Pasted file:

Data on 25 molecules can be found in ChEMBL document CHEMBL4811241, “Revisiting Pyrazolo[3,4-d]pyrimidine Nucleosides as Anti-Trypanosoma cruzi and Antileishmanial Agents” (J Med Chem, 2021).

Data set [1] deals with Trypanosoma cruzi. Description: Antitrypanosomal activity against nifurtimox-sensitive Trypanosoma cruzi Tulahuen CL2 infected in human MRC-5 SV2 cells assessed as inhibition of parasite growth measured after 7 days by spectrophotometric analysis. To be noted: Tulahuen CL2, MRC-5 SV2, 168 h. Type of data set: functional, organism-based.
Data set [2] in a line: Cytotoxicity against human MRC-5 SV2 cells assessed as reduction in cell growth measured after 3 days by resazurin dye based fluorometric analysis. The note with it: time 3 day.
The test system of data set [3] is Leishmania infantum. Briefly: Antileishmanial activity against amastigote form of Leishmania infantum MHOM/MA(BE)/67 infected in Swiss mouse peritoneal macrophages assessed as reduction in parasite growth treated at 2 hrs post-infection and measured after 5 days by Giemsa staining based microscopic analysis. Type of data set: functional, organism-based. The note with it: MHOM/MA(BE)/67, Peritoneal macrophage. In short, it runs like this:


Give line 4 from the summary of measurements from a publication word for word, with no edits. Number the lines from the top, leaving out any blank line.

The test system of data set [3] is Leishmania infantum. Briefly: Antileishmanial activity against amastigote form of Leishmania infantum MHOM/MA(BE)/67 infected in Swiss mouse peritoneal macrophages assessed as reduction in parasite growth treated at 2 hrs post-infection and measured after 5 days by Giemsa staining based microscopic analysis. Type of data set: functional, organism-based. The note with it: MHOM/MA(BE)/67, Peritoneal macrophage. In short, it runs like this: